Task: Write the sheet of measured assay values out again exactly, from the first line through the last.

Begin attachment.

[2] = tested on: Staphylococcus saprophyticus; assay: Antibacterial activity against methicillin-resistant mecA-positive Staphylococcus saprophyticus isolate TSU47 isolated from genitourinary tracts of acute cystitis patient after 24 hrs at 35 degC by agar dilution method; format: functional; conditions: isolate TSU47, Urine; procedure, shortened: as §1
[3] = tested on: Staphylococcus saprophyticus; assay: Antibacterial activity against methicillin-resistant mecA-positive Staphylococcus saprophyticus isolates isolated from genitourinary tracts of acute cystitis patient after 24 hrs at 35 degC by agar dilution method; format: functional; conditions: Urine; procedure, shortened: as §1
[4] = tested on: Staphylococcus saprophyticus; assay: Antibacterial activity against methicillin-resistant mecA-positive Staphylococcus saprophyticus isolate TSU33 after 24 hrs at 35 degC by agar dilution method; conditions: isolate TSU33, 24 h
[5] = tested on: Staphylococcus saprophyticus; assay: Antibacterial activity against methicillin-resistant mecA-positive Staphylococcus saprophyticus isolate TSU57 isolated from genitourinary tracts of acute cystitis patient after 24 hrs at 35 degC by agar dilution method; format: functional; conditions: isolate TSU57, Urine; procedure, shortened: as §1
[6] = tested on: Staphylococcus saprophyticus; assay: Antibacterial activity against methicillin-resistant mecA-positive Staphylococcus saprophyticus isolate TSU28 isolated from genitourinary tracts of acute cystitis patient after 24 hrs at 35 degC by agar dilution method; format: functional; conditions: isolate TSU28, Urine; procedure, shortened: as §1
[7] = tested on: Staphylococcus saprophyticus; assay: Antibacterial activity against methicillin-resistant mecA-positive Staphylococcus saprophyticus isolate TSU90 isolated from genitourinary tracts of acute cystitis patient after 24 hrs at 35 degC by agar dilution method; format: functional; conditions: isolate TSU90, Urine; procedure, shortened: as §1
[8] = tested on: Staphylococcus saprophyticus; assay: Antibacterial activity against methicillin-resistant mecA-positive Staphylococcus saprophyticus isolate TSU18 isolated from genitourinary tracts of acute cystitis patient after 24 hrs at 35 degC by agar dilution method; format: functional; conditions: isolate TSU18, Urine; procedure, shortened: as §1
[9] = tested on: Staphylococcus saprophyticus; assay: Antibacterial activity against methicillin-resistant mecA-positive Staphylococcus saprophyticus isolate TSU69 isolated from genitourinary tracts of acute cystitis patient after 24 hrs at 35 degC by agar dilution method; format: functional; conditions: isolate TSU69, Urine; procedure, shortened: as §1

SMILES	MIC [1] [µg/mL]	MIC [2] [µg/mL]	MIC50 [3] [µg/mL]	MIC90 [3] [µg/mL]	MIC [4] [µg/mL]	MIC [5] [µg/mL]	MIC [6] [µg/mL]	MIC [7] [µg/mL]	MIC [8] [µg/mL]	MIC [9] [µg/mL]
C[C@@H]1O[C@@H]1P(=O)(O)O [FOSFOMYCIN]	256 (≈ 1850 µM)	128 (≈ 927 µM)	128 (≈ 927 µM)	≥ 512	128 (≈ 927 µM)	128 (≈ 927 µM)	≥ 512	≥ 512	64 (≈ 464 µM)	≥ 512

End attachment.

[2] = tested on: Staphylococcus saprophyticus; assay: Antibacterial activity against methicillin-resistant mecA-positive Staphylococcus saprophyticus isolate TSU47 isolated from genitourinary tracts of acute cystitis patient after 24 hrs at 35 degC by agar dilution method; format: functional; conditions: isolate TSU47, Urine; procedure, shortened: as §1
[3] = tested on: Staphylococcus saprophyticus; assay: Antibacterial activity against methicillin-resistant mecA-positive Staphylococcus saprophyticus isolates isolated from genitourinary tracts of acute cystitis patient after 24 hrs at 35 degC by agar dilution method; format: functional; conditions: Urine; procedure, shortened: as §1
[4] = tested on: Staphylococcus saprophyticus; assay: Antibacterial activity against methicillin-resistant mecA-positive Staphylococcus saprophyticus isolate TSU33 after 24 hrs at 35 degC by agar dilution method; conditions: isolate TSU33, 24 h
[5] = tested on: Staphylococcus saprophyticus; assay: Antibacterial activity against methicillin-resistant mecA-positive Staphylococcus saprophyticus isolate TSU57 isolated from genitourinary tracts of acute cystitis patient after 24 hrs at 35 degC by agar dilution method; format: functional; conditions: isolate TSU57, Urine; procedure, shortened: as §1
[6] = tested on: Staphylococcus saprophyticus; assay: Antibacterial activity against methicillin-resistant mecA-positive Staphylococcus saprophyticus isolate TSU28 isolated from genitourinary tracts of acute cystitis patient after 24 hrs at 35 degC by agar dilution method; format: functional; conditions: isolate TSU28, Urine; procedure, shortened: as §1
[7] = tested on: Staphylococcus saprophyticus; assay: Antibacterial activity against methicillin-resistant mecA-positive Staphylococcus saprophyticus isolate TSU90 isolated from genitourinary tracts of acute cystitis patient after 24 hrs at 35 degC by agar dilution method; format: functional; conditions: isolate TSU90, Urine; procedure, shortened: as §1
[8] = tested on: Staphylococcus saprophyticus; assay: Antibacterial activity against methicillin-resistant mecA-positive Staphylococcus saprophyticus isolate TSU18 isolated from genitourinary tracts of acute cystitis patient after 24 hrs at 35 degC by agar dilution method; format: functional; conditions: isolate TSU18, Urine; procedure, shortened: as §1
[9] = tested on: Staphylococcus saprophyticus; assay: Antibacterial activity against methicillin-resistant mecA-positive Staphylococcus saprophyticus isolate TSU69 isolated from genitourinary tracts of acute cystitis patient after 24 hrs at 35 degC by agar dilution method; format: functional; conditions: isolate TSU69, Urine; procedure, shortened: as §1

SMILES	MIC [1] [µg/mL]	MIC [2] [µg/mL]	MIC50 [3] [µg/mL]	MIC90 [3] [µg/mL]	MIC [4] [µg/mL]	MIC [5] [µg/mL]	MIC [6] [µg/mL]	MIC [7] [µg/mL]	MIC [8] [µg/mL]	MIC [9] [µg/mL]
C[C@@H]1O[C@@H]1P(=O)(O)O [FOSFOMYCIN]	256 (≈ 1850 µM)	128 (≈ 927 µM)	128 (≈ 927 µM)	≥ 512	128 (≈ 927 µM)	128 (≈ 927 µM)	≥ 512	≥ 512	64 (≈ 464 µM)	≥ 512